Punishment in order for Boston Red Sox

The Red Sox were caught using an Apple Watch to steal signs from opponents

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Punishment in order for Boston Red Sox

A decision is expected by baseball commissioner Rob Manfred on the fate of the Red Sox this week.

A decision is expected by baseball commissioner Rob Manfred on the fate of the Red Sox this week.

Photo by Submitted

A decision is expected by baseball commissioner Rob Manfred on the fate of the Red Sox this week.

Photo by Submitted

Photo by Submitted

A decision is expected by baseball commissioner Rob Manfred on the fate of the Red Sox this week.

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Baseball is well known as America’s pastime, an old-school game that has been around since the mid-nineteenth century. For as long as the game has been played, sign stealing has been a long-standing tradition and unwritten rule of the sport. It is essentially a game within the game, if you will.

Sign stealing consists of one team intercepting the hand signals of their opponent and deciphering them to gain a strategic advantage during a game.

In 1951, the New York Giants reportedly used a telescope from center field to read signs from opposing catchers. In 1997, the New York Mets were accused of using a small camera near home plate to peek at catchers.

Even as recently as 2011, the Philadelphia Phillies caught heat when they were accused of stealing signs when teams complained they used binoculars to watch opposing catchers, according to Sports Illustrated.

None of these instances resulted in any punishment from Major League Baseball, mainly because there is no such rule against sign stealing.

The Boston Red Sox recently added their own modern twist to sign stealing, which was not to the liking of their longtime rival, the New York Yankees.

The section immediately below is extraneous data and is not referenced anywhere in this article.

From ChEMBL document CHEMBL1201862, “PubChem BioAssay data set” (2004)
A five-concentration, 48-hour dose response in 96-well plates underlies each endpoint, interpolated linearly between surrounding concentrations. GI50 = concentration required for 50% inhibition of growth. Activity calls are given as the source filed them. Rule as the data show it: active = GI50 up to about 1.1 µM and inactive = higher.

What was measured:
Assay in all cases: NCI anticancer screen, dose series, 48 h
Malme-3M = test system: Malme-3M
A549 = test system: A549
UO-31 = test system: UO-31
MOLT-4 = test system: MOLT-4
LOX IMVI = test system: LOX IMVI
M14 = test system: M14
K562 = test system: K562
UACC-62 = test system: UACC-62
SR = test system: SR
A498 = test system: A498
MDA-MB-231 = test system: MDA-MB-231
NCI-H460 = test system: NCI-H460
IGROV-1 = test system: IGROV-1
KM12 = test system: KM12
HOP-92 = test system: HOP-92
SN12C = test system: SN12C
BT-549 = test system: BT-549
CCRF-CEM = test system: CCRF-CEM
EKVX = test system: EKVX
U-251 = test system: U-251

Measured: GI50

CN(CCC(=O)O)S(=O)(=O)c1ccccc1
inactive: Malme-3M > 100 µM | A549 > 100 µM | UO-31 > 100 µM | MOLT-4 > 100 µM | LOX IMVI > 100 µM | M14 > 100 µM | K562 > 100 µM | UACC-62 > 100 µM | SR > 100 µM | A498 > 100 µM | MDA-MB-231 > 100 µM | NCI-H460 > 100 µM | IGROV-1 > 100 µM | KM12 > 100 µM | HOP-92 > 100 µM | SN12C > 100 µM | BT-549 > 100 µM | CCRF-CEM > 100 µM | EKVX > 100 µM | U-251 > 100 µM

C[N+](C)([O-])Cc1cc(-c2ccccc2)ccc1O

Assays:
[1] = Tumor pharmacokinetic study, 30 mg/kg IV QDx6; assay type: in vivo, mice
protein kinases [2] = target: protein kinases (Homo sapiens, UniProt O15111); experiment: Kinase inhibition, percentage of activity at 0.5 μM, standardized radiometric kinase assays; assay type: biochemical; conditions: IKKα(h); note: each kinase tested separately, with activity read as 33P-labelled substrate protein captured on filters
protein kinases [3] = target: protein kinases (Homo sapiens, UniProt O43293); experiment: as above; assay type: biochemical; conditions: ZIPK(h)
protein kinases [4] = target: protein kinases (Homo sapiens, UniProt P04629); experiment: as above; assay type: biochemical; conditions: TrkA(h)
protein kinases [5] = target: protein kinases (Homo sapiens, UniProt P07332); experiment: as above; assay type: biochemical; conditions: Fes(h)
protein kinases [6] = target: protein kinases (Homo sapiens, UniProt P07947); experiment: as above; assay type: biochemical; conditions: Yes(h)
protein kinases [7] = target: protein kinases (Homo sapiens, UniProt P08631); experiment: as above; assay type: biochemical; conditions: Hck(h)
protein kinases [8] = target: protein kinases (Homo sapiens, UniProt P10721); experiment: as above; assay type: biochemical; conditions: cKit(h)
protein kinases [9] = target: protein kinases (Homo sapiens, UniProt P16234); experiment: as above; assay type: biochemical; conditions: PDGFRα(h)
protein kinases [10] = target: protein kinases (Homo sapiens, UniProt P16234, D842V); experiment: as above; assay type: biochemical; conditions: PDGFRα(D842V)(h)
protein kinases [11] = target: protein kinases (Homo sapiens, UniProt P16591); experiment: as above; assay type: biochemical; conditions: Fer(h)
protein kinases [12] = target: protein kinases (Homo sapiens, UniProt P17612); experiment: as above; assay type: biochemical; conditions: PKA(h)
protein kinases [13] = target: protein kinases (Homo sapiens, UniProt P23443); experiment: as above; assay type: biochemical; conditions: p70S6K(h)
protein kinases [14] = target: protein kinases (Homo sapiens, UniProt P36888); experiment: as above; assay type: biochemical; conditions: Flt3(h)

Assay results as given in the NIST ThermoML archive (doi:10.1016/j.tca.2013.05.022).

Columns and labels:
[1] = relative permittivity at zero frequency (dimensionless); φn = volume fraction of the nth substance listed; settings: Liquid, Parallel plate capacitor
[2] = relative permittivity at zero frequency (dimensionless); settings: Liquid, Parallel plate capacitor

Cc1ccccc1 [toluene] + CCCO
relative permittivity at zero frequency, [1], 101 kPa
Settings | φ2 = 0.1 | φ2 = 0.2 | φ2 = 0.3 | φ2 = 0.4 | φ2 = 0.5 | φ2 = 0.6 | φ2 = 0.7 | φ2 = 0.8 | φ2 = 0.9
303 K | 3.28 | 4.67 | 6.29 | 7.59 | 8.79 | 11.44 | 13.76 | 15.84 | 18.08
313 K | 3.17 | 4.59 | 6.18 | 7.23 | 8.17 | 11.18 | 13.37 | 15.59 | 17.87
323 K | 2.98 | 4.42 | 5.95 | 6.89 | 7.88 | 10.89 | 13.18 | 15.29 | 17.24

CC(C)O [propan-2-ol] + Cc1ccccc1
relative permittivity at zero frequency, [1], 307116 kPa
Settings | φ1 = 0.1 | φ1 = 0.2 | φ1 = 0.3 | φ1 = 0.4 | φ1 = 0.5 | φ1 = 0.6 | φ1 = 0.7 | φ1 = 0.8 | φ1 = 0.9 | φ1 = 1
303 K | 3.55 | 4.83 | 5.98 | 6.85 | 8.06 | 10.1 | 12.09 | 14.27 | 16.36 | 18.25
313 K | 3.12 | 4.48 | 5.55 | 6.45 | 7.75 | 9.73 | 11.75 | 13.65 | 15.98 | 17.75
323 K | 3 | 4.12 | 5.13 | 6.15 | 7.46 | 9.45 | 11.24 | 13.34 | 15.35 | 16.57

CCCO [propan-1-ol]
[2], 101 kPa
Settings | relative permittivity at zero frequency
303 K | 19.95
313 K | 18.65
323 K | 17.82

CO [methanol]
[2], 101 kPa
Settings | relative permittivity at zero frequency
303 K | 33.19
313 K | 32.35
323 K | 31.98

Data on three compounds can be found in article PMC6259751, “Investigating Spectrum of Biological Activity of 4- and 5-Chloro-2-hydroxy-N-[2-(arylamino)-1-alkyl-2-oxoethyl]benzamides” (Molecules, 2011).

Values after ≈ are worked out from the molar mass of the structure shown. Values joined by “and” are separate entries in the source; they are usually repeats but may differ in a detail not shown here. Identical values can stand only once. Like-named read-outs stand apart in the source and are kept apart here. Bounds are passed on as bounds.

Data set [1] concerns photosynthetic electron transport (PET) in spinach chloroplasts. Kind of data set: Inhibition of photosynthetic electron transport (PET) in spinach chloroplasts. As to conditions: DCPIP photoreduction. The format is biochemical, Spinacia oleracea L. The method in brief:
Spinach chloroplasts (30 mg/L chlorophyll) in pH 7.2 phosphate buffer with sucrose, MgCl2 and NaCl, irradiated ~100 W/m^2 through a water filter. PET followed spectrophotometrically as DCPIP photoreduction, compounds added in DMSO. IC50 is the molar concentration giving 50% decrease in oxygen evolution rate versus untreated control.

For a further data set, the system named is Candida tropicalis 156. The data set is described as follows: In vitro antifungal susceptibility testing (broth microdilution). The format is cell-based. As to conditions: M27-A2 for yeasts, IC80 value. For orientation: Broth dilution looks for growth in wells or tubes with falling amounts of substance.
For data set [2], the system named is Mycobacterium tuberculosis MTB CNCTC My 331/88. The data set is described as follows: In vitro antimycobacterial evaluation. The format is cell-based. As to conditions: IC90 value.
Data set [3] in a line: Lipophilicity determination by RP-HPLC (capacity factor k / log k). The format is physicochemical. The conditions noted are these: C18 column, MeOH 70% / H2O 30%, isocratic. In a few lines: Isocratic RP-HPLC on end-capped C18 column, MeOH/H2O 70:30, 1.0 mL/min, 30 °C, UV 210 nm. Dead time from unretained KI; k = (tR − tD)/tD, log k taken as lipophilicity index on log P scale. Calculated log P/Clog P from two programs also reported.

The Red Sox used an Apple Watch to steal signs from the Yankees and possibly other teams.

On Aug. 23, the Yankees’ general manager, Brian Cashman, submitted a complaint with the commissioner’s office coupled with video footage of the Red Sox bullpen during a three-game series between the two teams.

The Yankees believe the video shows a member of the Red Sox training staff looking at his Apple Watch in the dugout. The trainer relayed the message(s) to players in the dugout, who would then signal to teammates on the field about what type of pitch was going to be thrown.

When confronted by the commissioner’s office, Boston admitted their trainers received signals from video replay personnel that were relayed to Red Sox players, not only in this series but for several weeks, according to the New York Times.

While there is no rule explicitly barring sign stealing, there are regulations in place banning the use of certain electronic devices.

MLB approved the use of tablets before the 2016 season, but these dugout and bullpen devices do not have internet or live stream capabilities to avoid the type of behavior the Red Sox are currently under investigation for.

Under the league constitution, the commissioner, Rob Manfred, has the power to strip the Red Sox of wins if he sees fit. When asked of the likelihood of any punishment in store, Manfred was vague.

“It’s just very hard to know what the actual impact in any particular game was of an alleged violation like this,” Manfred said.

With the Red Sox currently in first place and the Yankees right behind by three and a half games, the decision will be impactful.

I am all for trying to gain a competitive advantage in sports when legal. Catching on to an opposing team’s signals is fair game and has been for as long as baseball has been around.

However, using training personnel and banned electronic devices in the dugout to gain a leg up is simply against the rules and should be punished accordingly.

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